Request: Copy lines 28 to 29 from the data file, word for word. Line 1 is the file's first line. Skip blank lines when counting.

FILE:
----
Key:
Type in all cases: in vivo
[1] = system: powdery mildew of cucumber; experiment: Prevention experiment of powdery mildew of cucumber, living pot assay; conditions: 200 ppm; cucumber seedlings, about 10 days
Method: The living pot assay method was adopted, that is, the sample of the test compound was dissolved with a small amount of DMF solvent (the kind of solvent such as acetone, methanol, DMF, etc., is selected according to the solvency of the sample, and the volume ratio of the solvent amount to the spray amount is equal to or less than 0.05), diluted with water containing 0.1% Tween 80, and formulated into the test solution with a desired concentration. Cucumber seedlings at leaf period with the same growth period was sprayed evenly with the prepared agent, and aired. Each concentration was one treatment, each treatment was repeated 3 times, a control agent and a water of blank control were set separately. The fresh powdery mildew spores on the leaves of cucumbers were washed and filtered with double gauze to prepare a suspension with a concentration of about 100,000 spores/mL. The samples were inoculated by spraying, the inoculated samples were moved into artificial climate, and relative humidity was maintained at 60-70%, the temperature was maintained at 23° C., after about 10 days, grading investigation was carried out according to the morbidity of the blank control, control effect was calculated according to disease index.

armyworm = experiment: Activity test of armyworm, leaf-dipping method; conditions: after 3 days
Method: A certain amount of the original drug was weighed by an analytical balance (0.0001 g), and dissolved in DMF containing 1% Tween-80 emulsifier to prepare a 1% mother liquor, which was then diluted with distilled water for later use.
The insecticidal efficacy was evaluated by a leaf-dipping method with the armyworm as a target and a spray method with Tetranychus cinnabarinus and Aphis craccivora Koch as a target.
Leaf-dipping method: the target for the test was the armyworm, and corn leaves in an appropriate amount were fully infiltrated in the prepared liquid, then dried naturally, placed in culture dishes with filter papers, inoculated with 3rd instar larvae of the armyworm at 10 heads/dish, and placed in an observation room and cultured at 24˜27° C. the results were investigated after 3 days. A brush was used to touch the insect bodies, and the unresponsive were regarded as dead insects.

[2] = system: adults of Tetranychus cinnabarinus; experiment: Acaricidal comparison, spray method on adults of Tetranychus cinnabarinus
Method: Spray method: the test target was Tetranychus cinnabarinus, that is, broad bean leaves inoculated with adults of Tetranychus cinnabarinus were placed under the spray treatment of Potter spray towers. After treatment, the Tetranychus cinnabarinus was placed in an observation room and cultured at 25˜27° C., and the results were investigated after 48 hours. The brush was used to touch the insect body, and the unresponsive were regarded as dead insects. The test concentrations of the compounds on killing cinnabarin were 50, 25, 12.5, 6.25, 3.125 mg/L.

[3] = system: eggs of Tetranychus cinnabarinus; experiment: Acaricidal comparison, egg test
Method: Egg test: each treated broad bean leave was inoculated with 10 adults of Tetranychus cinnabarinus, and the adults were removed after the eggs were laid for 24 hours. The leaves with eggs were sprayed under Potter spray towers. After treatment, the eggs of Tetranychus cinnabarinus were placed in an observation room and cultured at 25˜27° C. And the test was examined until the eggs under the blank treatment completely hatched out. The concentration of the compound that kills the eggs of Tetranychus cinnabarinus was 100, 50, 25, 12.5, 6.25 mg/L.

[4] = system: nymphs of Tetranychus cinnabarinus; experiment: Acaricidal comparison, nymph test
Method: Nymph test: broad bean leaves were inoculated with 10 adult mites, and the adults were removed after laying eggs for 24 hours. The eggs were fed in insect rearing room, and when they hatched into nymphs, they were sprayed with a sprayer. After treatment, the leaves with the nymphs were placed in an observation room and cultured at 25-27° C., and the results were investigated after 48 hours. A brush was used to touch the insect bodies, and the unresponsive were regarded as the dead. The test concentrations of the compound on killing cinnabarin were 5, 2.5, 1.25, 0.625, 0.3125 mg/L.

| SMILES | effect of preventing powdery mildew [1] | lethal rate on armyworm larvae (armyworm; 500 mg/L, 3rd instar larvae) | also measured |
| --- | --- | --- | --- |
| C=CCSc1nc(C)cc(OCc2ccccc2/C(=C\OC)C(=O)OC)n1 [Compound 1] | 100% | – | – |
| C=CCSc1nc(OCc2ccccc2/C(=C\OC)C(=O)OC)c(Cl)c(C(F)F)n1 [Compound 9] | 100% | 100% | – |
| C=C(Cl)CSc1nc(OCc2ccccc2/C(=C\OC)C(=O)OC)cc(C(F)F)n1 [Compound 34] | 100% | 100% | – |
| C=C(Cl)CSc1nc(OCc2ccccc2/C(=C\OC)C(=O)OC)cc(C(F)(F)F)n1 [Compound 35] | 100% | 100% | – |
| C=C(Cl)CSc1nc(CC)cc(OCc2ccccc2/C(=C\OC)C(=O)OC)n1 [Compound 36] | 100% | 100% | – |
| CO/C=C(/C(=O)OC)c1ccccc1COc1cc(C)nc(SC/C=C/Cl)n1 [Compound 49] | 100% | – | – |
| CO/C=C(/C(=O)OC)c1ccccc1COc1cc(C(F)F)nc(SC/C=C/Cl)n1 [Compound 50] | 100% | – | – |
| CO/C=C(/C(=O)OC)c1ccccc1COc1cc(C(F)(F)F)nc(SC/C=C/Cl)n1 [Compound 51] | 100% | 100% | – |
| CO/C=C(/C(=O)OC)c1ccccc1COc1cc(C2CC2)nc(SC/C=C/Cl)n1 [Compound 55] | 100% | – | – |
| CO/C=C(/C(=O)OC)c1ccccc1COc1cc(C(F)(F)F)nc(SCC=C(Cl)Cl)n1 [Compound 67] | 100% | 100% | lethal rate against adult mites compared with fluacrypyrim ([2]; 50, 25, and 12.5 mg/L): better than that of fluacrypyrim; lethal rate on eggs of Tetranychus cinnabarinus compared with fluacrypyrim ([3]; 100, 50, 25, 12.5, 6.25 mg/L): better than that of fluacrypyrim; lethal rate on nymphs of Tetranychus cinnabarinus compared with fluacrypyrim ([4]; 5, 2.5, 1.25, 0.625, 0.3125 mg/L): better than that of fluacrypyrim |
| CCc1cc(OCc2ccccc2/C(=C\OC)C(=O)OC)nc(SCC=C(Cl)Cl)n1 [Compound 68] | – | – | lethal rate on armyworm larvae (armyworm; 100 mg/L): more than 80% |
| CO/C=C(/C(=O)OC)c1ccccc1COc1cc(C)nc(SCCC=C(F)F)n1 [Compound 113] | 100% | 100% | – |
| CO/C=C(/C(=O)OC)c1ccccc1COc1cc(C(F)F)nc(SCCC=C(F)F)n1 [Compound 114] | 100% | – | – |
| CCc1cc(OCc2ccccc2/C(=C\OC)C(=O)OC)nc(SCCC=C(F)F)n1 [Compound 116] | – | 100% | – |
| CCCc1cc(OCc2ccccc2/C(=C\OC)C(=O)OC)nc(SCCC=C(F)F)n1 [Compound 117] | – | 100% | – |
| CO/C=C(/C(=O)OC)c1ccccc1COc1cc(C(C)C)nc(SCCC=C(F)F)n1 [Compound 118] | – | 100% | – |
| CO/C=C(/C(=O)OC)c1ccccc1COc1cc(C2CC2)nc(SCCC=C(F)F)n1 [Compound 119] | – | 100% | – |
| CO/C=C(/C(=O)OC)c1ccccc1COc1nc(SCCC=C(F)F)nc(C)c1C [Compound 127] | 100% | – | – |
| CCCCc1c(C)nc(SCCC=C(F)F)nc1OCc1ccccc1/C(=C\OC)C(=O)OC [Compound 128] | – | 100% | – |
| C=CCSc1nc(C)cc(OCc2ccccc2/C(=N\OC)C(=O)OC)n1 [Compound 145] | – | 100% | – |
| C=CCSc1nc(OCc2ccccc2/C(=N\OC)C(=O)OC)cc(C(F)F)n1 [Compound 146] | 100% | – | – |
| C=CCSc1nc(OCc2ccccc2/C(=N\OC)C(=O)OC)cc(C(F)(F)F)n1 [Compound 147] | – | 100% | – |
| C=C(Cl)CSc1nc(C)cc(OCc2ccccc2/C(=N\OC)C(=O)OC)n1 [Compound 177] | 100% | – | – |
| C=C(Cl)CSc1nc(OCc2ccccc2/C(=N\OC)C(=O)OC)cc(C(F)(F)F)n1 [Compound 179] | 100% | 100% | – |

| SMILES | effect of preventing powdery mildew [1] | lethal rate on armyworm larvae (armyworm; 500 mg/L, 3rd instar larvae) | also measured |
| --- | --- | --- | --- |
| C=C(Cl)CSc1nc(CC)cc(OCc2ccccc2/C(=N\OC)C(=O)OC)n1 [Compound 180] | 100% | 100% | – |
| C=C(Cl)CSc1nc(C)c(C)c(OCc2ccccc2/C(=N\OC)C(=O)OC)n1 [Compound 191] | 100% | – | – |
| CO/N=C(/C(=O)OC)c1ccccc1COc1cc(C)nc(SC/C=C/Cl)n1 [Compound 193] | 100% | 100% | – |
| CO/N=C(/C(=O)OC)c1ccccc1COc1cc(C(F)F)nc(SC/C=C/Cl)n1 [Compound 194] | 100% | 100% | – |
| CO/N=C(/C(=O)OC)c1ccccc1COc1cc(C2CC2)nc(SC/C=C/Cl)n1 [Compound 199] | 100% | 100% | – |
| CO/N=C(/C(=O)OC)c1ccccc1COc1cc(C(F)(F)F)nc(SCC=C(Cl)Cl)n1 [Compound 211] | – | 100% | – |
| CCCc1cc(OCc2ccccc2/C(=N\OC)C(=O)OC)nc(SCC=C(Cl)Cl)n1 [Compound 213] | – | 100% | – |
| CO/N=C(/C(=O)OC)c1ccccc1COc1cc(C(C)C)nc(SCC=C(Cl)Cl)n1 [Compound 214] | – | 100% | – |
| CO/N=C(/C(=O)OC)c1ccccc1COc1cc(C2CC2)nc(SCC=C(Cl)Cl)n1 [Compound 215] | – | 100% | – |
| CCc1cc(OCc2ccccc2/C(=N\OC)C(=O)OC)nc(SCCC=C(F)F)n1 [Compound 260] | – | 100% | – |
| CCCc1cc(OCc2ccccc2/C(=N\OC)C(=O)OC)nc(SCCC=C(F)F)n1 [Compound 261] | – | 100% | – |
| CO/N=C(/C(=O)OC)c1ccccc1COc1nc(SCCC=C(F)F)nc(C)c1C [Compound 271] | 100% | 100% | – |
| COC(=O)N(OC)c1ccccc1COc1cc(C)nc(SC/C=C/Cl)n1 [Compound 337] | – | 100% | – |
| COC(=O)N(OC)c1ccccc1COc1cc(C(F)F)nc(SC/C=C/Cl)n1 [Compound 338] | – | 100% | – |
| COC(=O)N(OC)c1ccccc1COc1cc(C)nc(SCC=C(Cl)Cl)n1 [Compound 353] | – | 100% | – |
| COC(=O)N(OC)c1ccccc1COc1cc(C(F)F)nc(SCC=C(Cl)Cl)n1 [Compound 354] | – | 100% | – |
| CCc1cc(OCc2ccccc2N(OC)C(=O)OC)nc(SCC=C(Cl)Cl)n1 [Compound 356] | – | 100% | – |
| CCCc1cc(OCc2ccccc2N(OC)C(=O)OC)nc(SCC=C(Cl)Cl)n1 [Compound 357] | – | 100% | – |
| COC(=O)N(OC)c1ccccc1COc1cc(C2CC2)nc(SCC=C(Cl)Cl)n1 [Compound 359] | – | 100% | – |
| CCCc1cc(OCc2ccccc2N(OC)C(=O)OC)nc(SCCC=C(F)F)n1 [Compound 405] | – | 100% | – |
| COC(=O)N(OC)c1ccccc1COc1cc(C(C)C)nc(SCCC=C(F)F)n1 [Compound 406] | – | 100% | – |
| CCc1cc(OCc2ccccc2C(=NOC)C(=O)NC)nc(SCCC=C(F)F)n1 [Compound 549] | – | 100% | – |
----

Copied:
| CO/C=C(/C(=O)OC)c1ccccc1COc1cc(C)nc(SCCC=C(F)F)n1 [Compound 113] | 100% | 100% | – |
| CO/C=C(/C(=O)OC)c1ccccc1COc1cc(C(F)F)nc(SCCC=C(F)F)n1 [Compound 114] | 100% | – | – |